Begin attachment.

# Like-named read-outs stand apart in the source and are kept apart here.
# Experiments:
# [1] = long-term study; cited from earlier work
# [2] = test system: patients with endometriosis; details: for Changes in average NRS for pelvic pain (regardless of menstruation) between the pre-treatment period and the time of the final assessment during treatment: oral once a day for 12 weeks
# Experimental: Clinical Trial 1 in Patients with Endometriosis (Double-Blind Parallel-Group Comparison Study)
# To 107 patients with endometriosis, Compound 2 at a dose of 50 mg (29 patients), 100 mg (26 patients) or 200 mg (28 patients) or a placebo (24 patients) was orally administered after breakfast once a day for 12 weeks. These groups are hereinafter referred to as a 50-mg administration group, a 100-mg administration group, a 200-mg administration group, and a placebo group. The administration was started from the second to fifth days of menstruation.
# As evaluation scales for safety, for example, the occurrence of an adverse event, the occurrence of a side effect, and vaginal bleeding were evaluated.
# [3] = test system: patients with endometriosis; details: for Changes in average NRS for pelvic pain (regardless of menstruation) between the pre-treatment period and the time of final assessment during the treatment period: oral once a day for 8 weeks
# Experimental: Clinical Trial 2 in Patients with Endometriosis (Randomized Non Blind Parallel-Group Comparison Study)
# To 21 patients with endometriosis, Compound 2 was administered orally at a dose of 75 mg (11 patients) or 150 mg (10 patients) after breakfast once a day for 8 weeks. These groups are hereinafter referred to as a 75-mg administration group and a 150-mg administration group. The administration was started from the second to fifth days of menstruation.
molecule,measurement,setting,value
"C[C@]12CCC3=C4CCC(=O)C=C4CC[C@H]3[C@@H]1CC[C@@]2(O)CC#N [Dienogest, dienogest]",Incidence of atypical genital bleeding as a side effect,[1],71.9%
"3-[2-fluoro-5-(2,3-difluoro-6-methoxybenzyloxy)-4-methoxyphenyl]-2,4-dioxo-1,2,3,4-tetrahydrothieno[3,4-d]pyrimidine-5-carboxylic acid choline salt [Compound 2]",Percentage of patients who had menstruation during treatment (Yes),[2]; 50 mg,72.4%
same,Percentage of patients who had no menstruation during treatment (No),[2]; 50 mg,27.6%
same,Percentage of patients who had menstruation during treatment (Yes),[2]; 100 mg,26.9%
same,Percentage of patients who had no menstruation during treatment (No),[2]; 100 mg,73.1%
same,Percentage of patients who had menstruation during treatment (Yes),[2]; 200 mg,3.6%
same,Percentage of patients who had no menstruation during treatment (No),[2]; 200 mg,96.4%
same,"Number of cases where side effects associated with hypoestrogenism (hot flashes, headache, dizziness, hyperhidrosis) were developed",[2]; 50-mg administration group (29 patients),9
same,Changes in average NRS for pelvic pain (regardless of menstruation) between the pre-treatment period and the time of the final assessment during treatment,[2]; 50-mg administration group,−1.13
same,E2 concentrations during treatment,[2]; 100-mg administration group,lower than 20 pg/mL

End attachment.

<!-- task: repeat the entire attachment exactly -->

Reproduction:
# Like-named read-outs stand apart in the source and are kept apart here.
# Experiments:
# [1] = long-term study; cited from earlier work
# [2] = test system: patients with endometriosis; details: for Changes in average NRS for pelvic pain (regardless of menstruation) between the pre-treatment period and the time of the final assessment during treatment: oral once a day for 12 weeks
# Experimental: Clinical Trial 1 in Patients with Endometriosis (Double-Blind Parallel-Group Comparison Study)
# To 107 patients with endometriosis, Compound 2 at a dose of 50 mg (29 patients), 100 mg (26 patients) or 200 mg (28 patients) or a placebo (24 patients) was orally administered after breakfast once a day for 12 weeks. These groups are hereinafter referred to as a 50-mg administration group, a 100-mg administration group, a 200-mg administration group, and a placebo group. The administration was started from the second to fifth days of menstruation.
# As evaluation scales for safety, for example, the occurrence of an adverse event, the occurrence of a side effect, and vaginal bleeding were evaluated.
# [3] = test system: patients with endometriosis; details: for Changes in average NRS for pelvic pain (regardless of menstruation) between the pre-treatment period and the time of final assessment during the treatment period: oral once a day for 8 weeks
# Experimental: Clinical Trial 2 in Patients with Endometriosis (Randomized Non Blind Parallel-Group Comparison Study)
# To 21 patients with endometriosis, Compound 2 was administered orally at a dose of 75 mg (11 patients) or 150 mg (10 patients) after breakfast once a day for 8 weeks. These groups are hereinafter referred to as a 75-mg administration group and a 150-mg administration group. The administration was started from the second to fifth days of menstruation.
molecule,measurement,setting,value
"C[C@]12CCC3=C4CCC(=O)C=C4CC[C@H]3[C@@H]1CC[C@@]2(O)CC#N [Dienogest, dienogest]",Incidence of atypical genital bleeding as a side effect,[1],71.9%
"3-[2-fluoro-5-(2,3-difluoro-6-methoxybenzyloxy)-4-methoxyphenyl]-2,4-dioxo-1,2,3,4-tetrahydrothieno[3,4-d]pyrimidine-5-carboxylic acid choline salt [Compound 2]",Percentage of patients who had menstruation during treatment (Yes),[2]; 50 mg,72.4%
same,Percentage of patients who had no menstruation during treatment (No),[2]; 50 mg,27.6%
same,Percentage of patients who had menstruation during treatment (Yes),[2]; 100 mg,26.9%
same,Percentage of patients who had no menstruation during treatment (No),[2]; 100 mg,73.1%
same,Percentage of patients who had menstruation during treatment (Yes),[2]; 200 mg,3.6%
same,Percentage of patients who had no menstruation during treatment (No),[2]; 200 mg,96.4%
same,"Number of cases where side effects associated with hypoestrogenism (hot flashes, headache, dizziness, hyperhidrosis) were developed",[2]; 50-mg administration group (29 patients),9
same,Changes in average NRS for pelvic pain (regardless of menstruation) between the pre-treatment period and the time of the final assessment during treatment,[2]; 50-mg administration group,−1.13
same,E2 concentrations during treatment,[2]; 100-mg administration group,lower than 20 pg/mL